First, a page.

Complex and individual

CBD has a very complex pharmacological action that we still don’t fully understand, ”says McGregor.

Kotsirilos says that in his experience not all patients experience the same benefits: “Everyone’s response is different. Some people are more sensitive than others.

Starting with low dose CBD oil only is her preferred strategy for most patients, slowly increasing to higher doses if necessary, and finally consider introducing THC. But in patients with severe pain or nausea and vomiting from chemotherapy, such as those in hospice care, she says, there is no point in giving CBD alone.

“Unfortunately, not all general practitioners are familiar with CBD products and don’t feel confident enough to prescribe them to patients,” she says. “This is a gap that we must fill with a balanced education in Australia. “

Costs and risks

But while the evidence for its effectiveness remains inconclusive, for the many Australians who turn to the drug for the hope of alleviating their pain and other ailments, the costs can be substantial.

The access system disadvantages poorer Australians who are more likely to suffer from the conditions for which medicinal cannabis is most in demand. More than half a million people still turn to the black market for health care, and that carries great risks.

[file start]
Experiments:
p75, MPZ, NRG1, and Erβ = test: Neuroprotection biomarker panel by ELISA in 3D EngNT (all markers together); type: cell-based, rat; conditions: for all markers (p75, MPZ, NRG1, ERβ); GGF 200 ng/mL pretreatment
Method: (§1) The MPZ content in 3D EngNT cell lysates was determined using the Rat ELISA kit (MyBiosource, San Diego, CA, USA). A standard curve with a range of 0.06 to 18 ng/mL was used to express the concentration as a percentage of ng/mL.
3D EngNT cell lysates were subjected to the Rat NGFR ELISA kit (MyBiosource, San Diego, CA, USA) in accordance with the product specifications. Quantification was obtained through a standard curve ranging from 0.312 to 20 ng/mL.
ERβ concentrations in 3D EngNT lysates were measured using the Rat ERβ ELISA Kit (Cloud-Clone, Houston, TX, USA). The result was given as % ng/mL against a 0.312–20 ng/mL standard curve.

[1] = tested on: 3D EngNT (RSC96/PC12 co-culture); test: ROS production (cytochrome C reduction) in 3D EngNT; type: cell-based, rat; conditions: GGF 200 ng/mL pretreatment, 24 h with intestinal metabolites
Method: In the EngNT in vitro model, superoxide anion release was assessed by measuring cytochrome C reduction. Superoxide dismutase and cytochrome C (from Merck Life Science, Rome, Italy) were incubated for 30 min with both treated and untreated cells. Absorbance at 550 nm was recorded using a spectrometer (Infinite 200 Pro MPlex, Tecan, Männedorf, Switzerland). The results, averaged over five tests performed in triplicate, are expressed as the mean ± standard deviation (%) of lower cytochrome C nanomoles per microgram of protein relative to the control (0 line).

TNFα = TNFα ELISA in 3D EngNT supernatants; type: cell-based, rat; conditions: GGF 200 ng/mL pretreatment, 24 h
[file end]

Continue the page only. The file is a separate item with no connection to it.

Usually, unregulated products sold on the black market are not pure compounds but contain an indefinite amount of CBD and THC and a mixture of other substances, with unknown effects on the body. And home growers often use a range of pesticides that can cause serious unwanted effects.

When Helen couldn’t find a general practitioner willing to give her a prescription, she looked for a medical clinic specializing in medicinal cannabis.

While these clinics provide patients with access to CBD oil products, most of them are not affordable. “These clinics charge exorbitant prices,” says Helen, who paid up to $ 350 for a 15-minute telehealth consultation.

This adds to the cost of the products, which average $ 0.14 per milligram, with prescribed doses ranging from 50 to 200 mg per day. The government does not subsidize medicinal cannabis products under the drug benefit plan.

For many patients like Helen, this equates to spending hundreds of dollars each month.

“I’m 70 now and still working to pay for my medications,” she says. “In the future, I would like to see better education for people and doctors; I would like to see the costs go down; I would like to see a fairer access process for all.